Ali: Constructive Consumerism

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Commentator and UVM Professor Saleem Ali, reflects on his recent trip
to China and how we might consume more constructively

(ALI) My
recent visit to the industrial metropolis of Dalian in China gave me an
appreciation for the power and peril of globalization. While there is
much to criticize about China, we must all admire the Chinese
government’s amazing achievement of lifting 600 million people out of
poverty. How did this happen? Mainly through the power of mass
manufacturing! This is the same way South Korea, Malaysia and most other
countries have achieved prosperity. China’s factory-led growth is
repugnant to modern environmentalism but it deserves more careful
scrutiny. The products we consume have their place in a supply chain
that brings livelihoods to many of our fellow human beings.

environmentalism, has provided a rather simplistic response to the
conundrum of consumption by suggesting that we should "consume less."
Indeed taking this minimalist "need-based" approach would lead to an
artless utilitarian world. To function in a pluralistic society where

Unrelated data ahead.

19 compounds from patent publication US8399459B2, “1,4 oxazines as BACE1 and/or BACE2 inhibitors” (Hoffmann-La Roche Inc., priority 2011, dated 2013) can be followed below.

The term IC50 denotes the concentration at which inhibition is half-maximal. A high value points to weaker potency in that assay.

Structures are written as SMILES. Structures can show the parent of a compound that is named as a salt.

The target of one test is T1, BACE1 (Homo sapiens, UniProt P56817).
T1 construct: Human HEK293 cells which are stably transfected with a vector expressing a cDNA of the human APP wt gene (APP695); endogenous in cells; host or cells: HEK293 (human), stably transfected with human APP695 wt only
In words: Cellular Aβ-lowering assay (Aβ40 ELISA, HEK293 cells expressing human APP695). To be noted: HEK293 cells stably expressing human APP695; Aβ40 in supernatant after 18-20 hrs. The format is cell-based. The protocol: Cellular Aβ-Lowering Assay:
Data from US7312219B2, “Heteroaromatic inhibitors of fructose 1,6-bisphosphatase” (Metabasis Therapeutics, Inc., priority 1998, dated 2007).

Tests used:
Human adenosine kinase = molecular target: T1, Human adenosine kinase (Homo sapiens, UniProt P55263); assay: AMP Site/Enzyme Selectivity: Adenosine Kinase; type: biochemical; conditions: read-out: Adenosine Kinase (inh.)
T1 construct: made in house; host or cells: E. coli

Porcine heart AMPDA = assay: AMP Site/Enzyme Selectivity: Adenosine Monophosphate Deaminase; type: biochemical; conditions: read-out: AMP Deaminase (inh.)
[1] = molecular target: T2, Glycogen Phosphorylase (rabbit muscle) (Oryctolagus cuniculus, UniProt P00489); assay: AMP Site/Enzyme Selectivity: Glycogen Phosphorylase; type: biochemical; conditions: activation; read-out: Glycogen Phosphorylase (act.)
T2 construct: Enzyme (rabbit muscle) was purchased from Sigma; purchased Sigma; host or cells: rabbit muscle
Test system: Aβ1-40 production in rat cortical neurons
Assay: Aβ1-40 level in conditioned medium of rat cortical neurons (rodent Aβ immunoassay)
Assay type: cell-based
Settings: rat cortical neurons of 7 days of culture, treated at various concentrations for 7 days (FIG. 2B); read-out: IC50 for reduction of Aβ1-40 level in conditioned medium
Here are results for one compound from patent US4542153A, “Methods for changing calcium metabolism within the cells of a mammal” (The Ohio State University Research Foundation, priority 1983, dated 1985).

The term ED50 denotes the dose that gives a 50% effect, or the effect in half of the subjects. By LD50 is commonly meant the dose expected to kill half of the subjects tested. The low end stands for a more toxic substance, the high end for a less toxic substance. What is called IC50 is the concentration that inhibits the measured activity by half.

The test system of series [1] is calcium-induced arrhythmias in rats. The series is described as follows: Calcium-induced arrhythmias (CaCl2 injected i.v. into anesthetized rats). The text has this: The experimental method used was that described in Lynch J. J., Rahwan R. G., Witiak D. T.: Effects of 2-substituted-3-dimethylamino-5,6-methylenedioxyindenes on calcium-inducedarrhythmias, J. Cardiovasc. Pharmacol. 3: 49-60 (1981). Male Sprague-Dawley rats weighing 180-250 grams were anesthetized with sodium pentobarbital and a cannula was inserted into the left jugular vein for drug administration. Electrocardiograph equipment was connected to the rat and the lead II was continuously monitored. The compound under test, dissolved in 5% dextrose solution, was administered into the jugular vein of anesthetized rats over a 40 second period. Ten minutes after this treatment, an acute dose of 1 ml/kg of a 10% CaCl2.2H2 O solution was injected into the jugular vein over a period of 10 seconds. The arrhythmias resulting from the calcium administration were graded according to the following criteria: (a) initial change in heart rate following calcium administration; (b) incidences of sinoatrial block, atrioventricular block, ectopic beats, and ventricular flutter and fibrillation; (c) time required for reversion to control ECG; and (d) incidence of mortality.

human ingenuity can contribute to civilizational development,
subsistence lifestyles on their own are neither an efficient nor a
preferred choice by individuals.

We desperately need to have a more
nuanced approach to consumption. Vermont can be a leader in promoting
responsible consumption that balances local production with respect for
global supply chains – thanks to many of our smart businesses that have a
global reach. Vermont-based organizations such as the Institute for
Sustainable Communities also show the virtue of hybrid livelihoods that
combine a connection with our land and place, while being part of global

The level of inequality and population base in the
world is so large that simply consuming less without considering the
impact such a decision may have on individuals in developing nations is
irresponsible and naive. Whenever we ask for a reduction in material
consumption of "disposable" goods and transition towards durability,
there needs to be a concomitant push towards livelihoods in servicing
those durable goods.

A cyclical economy where materials are
reused and recycled could provide for such livelihoods but this requires
more careful labor training, energy management and development
planning. Research and analysis of multiple variables from the supply
and demand sides would be needed to develop a tool such as a
"sustainable livelihoods assessment." Consumers could be provided with
an index score to make their consumption decision while governments also
create appropriate incentives for trade and commerce based on such an

Currently there is a fracture between international
organizations such as the W.T.O. and environmental organizations such as
the United Nations Environment Program, which has very limited
authority. A tool of this kind could provide a methodologically
rigorous means of harmonizing these disparate organizations and giving
them a common means of functional evaluation. Through such a process of
integrative planning, we may be able to reach our goals of "sustainable
development" that continues to elude us.

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